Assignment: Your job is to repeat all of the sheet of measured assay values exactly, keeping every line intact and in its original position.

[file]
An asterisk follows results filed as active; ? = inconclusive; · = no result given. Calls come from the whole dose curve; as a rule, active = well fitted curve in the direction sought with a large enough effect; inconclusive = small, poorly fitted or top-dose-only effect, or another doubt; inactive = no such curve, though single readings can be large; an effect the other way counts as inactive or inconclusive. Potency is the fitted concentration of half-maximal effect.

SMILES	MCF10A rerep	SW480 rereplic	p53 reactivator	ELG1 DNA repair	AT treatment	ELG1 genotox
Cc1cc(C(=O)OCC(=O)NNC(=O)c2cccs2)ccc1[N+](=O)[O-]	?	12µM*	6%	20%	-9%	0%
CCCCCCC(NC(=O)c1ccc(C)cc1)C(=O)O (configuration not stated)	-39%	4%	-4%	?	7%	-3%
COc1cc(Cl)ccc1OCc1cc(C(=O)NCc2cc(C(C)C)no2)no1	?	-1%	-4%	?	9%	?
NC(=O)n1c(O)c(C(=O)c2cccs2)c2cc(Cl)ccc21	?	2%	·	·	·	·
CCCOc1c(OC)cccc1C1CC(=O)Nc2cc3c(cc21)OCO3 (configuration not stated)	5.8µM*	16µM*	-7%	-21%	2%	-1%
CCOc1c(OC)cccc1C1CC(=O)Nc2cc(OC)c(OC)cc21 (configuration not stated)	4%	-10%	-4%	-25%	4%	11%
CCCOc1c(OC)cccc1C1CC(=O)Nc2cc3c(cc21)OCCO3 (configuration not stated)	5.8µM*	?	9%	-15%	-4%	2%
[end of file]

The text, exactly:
An asterisk follows results filed as active; ? = inconclusive; · = no result given. Calls come from the whole dose curve; as a rule, active = well fitted curve in the direction sought with a large enough effect; inconclusive = small, poorly fitted or top-dose-only effect, or another doubt; inactive = no such curve, though single readings can be large; an effect the other way counts as inactive or inconclusive. Potency is the fitted concentration of half-maximal effect.

SMILES	MCF10A rerep	SW480 rereplic	p53 reactivator	ELG1 DNA repair	AT treatment	ELG1 genotox
Cc1cc(C(=O)OCC(=O)NNC(=O)c2cccs2)ccc1[N+](=O)[O-]	?	12µM*	6%	20%	-9%	0%
CCCCCCC(NC(=O)c1ccc(C)cc1)C(=O)O (configuration not stated)	-39%	4%	-4%	?	7%	-3%
COc1cc(Cl)ccc1OCc1cc(C(=O)NCc2cc(C(C)C)no2)no1	?	-1%	-4%	?	9%	?
NC(=O)n1c(O)c(C(=O)c2cccs2)c2cc(Cl)ccc21	?	2%	·	·	·	·
CCCOc1c(OC)cccc1C1CC(=O)Nc2cc3c(cc21)OCO3 (configuration not stated)	5.8µM*	16µM*	-7%	-21%	2%	-1%
CCOc1c(OC)cccc1C1CC(=O)Nc2cc(OC)c(OC)cc21 (configuration not stated)	4%	-10%	-4%	-25%	4%	11%
CCCOc1c(OC)cccc1C1CC(=O)Nc2cc3c(cc21)OCCO3 (configuration not stated)	5.8µM*	?	9%	-15%	-4%	2%